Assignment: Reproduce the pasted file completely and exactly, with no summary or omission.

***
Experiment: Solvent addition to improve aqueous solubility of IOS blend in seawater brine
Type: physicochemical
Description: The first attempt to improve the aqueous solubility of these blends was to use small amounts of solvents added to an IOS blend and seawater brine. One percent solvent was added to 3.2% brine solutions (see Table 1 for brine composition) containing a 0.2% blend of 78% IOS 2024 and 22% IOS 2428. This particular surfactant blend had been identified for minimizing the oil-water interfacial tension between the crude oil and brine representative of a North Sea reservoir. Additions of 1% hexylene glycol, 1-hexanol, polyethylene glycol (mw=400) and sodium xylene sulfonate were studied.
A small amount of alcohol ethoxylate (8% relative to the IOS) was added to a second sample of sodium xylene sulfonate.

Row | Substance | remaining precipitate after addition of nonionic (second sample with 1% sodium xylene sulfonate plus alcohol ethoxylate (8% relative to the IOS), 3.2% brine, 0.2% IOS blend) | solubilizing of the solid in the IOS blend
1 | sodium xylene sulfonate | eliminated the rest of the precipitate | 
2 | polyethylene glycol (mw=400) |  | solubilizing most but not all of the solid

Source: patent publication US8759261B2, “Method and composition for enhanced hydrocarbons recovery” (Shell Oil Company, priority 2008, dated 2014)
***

Experiment: Solvent addition to improve aqueous solubility of IOS blend in seawater brine
Type: physicochemical
Description: The first attempt to improve the aqueous solubility of these blends was to use small amounts of solvents added to an IOS blend and seawater brine. One percent solvent was added to 3.2% brine solutions (see Table 1 for brine composition) containing a 0.2% blend of 78% IOS 2024 and 22% IOS 2428. This particular surfactant blend had been identified for minimizing the oil-water interfacial tension between the crude oil and brine representative of a North Sea reservoir. Additions of 1% hexylene glycol, 1-hexanol, polyethylene glycol (mw=400) and sodium xylene sulfonate were studied.
A small amount of alcohol ethoxylate (8% relative to the IOS) was added to a second sample of sodium xylene sulfonate.

Row | Substance | remaining precipitate after addition of nonionic (second sample with 1% sodium xylene sulfonate plus alcohol ethoxylate (8% relative to the IOS), 3.2% brine, 0.2% IOS blend) | solubilizing of the solid in the IOS blend
1 | sodium xylene sulfonate | eliminated the rest of the precipitate | 
2 | polyethylene glycol (mw=400) |  | solubilizing most but not all of the solid

Source: patent publication US8759261B2, “Method and composition for enhanced hydrocarbons recovery” (Shell Oil Company, priority 2008, dated 2014)